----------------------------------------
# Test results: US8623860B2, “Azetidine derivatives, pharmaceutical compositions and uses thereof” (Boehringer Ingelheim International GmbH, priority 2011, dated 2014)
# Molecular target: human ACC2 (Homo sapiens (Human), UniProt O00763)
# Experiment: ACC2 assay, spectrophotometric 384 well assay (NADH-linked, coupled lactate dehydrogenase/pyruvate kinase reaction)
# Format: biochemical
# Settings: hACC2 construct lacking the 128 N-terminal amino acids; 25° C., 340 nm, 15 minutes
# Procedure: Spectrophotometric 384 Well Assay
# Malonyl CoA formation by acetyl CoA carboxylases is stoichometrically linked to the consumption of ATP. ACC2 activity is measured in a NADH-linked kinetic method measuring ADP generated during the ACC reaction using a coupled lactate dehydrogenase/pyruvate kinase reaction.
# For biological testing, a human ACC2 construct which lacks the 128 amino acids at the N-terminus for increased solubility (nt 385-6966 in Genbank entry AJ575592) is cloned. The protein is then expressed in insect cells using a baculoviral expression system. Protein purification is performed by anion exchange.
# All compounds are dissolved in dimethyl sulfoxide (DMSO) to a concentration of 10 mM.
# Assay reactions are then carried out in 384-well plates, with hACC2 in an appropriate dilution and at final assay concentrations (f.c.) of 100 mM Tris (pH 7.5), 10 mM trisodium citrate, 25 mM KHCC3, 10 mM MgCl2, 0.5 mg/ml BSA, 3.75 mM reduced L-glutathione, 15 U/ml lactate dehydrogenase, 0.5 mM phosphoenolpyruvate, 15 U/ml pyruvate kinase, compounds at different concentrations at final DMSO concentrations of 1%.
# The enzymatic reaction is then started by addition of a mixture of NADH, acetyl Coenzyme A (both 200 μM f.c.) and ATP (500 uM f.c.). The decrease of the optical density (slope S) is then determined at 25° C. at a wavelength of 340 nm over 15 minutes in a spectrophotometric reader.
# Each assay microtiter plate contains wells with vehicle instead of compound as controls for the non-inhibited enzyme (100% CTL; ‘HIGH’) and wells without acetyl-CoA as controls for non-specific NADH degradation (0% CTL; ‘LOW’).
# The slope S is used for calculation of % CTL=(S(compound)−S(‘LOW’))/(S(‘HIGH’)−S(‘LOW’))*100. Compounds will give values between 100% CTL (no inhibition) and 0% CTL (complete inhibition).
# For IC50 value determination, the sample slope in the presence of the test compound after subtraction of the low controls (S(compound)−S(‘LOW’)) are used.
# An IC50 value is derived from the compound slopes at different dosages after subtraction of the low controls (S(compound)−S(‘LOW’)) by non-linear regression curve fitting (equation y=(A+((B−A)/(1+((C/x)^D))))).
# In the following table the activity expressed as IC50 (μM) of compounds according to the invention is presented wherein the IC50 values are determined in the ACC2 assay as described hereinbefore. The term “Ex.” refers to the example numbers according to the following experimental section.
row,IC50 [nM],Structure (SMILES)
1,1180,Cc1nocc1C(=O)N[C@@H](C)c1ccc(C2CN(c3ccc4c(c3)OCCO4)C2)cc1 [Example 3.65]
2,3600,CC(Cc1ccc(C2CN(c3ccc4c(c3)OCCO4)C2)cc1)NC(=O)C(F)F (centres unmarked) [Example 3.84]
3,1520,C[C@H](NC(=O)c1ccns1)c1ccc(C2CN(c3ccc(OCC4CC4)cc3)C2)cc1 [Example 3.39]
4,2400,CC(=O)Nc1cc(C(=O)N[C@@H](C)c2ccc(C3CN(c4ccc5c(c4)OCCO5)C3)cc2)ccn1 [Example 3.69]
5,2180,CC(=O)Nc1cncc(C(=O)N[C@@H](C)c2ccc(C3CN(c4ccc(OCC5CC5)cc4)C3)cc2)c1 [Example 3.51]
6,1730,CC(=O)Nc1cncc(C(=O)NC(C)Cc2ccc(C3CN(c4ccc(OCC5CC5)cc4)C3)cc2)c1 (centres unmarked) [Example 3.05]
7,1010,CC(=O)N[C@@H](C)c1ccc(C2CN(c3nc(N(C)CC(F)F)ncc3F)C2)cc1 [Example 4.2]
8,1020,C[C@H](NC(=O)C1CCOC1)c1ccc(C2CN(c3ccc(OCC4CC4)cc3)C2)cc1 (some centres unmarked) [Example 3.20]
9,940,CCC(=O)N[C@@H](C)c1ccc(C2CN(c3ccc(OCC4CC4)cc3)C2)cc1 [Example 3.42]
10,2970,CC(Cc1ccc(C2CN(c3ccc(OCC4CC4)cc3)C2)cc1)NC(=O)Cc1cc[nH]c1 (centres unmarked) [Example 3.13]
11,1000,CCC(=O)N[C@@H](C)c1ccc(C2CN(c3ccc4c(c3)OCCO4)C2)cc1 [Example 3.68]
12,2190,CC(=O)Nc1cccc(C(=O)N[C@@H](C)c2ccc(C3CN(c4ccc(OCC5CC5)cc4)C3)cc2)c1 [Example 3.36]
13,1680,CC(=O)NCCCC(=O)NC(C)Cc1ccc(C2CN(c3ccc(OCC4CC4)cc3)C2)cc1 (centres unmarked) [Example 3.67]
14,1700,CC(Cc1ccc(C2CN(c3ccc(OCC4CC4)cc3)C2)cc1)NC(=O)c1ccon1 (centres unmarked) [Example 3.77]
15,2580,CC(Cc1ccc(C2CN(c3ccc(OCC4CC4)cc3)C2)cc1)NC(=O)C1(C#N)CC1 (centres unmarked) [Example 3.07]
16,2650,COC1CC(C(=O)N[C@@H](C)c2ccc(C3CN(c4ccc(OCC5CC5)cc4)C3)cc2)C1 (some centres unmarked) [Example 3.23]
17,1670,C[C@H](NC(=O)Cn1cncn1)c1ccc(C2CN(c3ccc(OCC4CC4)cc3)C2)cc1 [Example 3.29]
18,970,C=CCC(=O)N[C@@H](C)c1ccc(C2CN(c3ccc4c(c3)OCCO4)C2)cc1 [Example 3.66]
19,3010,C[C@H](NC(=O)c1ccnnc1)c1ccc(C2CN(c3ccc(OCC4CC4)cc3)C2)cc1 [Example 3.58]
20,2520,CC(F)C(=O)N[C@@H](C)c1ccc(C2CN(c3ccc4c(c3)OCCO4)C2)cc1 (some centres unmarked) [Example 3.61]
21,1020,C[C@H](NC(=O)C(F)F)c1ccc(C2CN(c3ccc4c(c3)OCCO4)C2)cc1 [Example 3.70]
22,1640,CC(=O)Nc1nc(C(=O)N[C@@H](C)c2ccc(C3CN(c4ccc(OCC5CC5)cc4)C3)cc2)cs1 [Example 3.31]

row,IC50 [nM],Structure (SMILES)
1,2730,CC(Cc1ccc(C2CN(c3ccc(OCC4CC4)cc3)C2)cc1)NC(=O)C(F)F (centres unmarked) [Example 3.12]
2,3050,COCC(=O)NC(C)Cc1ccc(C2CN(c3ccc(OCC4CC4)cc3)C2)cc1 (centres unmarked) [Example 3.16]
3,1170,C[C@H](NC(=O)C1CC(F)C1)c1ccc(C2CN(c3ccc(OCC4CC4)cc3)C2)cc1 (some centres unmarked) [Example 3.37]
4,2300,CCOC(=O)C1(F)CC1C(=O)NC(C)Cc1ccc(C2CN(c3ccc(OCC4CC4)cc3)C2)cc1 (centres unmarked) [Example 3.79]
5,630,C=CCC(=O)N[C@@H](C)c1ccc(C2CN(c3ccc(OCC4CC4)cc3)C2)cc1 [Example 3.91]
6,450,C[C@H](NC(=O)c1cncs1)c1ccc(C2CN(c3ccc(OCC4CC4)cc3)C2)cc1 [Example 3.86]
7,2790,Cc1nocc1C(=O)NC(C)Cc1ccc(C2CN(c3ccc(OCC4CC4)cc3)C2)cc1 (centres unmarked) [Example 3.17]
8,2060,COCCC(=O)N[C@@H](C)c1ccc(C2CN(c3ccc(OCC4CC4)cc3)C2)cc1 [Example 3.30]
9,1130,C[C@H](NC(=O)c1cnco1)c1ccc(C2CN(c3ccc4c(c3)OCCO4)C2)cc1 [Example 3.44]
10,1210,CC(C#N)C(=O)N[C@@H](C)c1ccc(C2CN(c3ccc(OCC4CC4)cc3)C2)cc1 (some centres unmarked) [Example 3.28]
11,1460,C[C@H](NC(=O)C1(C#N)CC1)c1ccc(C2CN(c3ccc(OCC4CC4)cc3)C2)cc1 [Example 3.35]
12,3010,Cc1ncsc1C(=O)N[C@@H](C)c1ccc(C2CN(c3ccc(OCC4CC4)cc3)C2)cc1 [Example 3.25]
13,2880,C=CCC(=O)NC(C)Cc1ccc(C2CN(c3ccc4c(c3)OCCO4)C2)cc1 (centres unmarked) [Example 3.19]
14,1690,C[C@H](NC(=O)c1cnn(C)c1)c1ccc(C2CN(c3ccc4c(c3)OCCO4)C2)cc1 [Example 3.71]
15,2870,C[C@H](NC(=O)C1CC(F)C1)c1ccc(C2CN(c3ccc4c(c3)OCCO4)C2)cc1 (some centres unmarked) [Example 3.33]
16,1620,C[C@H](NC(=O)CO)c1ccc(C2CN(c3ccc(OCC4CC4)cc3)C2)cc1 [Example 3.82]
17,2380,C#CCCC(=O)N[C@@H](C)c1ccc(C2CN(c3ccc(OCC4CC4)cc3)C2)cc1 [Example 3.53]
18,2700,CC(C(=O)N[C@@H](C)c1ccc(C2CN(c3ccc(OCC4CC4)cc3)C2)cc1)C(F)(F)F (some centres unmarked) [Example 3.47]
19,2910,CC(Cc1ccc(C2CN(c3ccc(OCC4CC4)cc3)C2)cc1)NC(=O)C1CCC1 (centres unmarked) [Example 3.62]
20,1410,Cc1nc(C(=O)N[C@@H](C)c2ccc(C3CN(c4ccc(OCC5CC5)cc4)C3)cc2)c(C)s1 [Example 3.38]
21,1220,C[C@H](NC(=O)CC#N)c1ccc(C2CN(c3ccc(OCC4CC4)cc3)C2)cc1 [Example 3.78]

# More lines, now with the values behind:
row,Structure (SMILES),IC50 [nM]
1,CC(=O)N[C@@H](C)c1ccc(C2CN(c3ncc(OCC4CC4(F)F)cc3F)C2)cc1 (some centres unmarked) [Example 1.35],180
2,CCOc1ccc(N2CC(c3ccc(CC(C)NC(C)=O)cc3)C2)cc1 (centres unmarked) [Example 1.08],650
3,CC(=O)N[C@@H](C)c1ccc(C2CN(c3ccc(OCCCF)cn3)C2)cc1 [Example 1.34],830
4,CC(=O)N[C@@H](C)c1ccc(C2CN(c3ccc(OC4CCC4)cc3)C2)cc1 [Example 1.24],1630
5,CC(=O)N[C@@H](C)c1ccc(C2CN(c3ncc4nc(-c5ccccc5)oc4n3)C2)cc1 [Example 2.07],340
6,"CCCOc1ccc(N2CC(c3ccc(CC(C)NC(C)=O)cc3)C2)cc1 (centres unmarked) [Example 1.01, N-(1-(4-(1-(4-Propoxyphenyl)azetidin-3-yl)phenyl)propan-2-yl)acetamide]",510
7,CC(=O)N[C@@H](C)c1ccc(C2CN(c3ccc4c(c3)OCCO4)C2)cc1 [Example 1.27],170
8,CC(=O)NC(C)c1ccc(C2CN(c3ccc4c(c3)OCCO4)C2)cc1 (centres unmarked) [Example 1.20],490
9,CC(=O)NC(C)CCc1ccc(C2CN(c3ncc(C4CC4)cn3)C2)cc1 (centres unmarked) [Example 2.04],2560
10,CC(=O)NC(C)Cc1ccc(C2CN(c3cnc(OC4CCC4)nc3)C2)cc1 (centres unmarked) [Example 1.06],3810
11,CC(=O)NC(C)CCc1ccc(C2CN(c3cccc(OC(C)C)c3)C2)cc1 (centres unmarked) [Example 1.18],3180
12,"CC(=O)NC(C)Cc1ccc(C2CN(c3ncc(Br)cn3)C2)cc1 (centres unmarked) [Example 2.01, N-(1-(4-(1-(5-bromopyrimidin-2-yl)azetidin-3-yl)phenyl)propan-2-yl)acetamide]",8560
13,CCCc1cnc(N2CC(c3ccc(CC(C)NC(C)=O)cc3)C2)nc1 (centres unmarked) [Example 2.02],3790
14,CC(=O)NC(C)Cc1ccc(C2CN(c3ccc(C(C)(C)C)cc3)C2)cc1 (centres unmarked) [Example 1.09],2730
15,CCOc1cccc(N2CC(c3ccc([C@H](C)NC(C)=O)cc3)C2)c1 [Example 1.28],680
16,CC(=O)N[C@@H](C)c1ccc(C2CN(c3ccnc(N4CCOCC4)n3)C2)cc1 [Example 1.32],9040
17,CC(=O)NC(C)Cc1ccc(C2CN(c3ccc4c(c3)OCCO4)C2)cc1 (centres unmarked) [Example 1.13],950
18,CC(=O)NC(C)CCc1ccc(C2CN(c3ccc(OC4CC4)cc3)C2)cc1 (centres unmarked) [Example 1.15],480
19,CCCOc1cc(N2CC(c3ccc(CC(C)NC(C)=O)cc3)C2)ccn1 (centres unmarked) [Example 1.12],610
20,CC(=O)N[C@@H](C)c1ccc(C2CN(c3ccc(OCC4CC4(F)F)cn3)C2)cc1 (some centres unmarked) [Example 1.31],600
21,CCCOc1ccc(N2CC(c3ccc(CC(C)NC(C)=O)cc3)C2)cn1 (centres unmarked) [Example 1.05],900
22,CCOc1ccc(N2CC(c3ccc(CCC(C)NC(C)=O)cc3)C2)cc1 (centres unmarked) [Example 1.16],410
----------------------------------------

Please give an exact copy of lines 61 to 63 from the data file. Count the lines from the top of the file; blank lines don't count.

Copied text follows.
21,1220,C[C@H](NC(=O)CC#N)c1ccc(C2CN(c3ccc(OCC4CC4)cc3)C2)cc1 [Example 3.78]

# More lines, now with the values behind:
row,Structure (SMILES),IC50 [nM]